While the federal government issues furloughs and pink slips to deal with the $85 billion in across-the-board sequester cuts, it continues to waste millions in taxpayer money to maintain unused federal courtrooms across the country.
That’s according to a new Government Accountability Office audit, which found that between 2000 and 2010, taxpayers spent $835 million in extra construction costs for 33 courthouses that were overbuilt by more than 3.5 million square feet – enough extra space for nine average-sized courthouses. Even though the space sits empty and unused to this day, taxpayers continue to pay for $51 million in maintenance and operational costs every year.
Congress must authorize the size and the projected costs of every federal building before the General Services Administration constructs them. GAO found that all 33 buildings had exceeded the authorized size by 1.7 million square feet.
In many cases, this was because the judiciary had overestimated the number of judges each courthouse would have – or the district and magistrate judges refused to share courtrooms. According to the audit, the courthouses had 119 fewer judges than the 461 their collective building had estimated, resulting in about 887,000 extra square feet.
The Wilkie D. Ferguson Courthouse in Miami, Florida, for example, estimated that it would have 33 judges by 2010; but only 27 judges are working there as of March 8.The six judge vacancies alone resulted in 57,000 extra square feet of space, including two courtrooms that were never finished. In total, the Ferguson Courthouse cost taxpayers an extra $48.5 million in construction costs and an additional $3.5 million in annual maintenance costs, since it was overbuilt by some 238,000 extra square feet.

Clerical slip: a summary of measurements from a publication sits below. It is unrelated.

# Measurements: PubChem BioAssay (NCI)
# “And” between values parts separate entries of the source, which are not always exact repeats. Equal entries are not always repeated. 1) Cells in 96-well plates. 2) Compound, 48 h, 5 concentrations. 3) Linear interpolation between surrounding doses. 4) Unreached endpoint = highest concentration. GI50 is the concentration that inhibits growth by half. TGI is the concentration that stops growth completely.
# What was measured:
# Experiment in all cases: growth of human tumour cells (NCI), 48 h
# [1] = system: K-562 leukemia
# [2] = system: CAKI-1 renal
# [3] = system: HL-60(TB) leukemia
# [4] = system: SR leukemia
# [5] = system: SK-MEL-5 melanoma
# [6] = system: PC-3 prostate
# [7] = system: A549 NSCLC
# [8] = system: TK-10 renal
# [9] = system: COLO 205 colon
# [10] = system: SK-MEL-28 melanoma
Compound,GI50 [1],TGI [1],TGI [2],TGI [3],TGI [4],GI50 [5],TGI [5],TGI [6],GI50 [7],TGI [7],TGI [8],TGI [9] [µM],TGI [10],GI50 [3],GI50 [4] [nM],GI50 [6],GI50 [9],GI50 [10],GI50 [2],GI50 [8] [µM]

The GAO report also raised questions about whether the Ferguson Courthouse should have been constructed at all. There were already 29 courtrooms in the district, 12 more than they needed, based on the number of judges in the area.
In fact, the report found that the David W. Dyer Courthouse, a vacant, historic building in the same district as the Ferguson Building, could have accommodated the judges, rather than building a new courthouse at all. “Considering the extent of the extra space built, it is unclear if the Ferguson Courthouse would have been necessary had the judiciary retained use of the Dyer Courthouse,” the report said. The unused Dyer building, vacated in 2008, continues to cost taxpayers $1.2 million annually to maintain.
To avoid similar problems in the future and to save American taxpayers millions, the GAO report recommends that the GSA establish better oversight to make sure courthouses remain within their congressionally authorized size and price. It also recommends that judges consider sharing courtrooms – and that the judiciary improves its estimation of future judgeships, to prevent the building of unneeded courtrooms.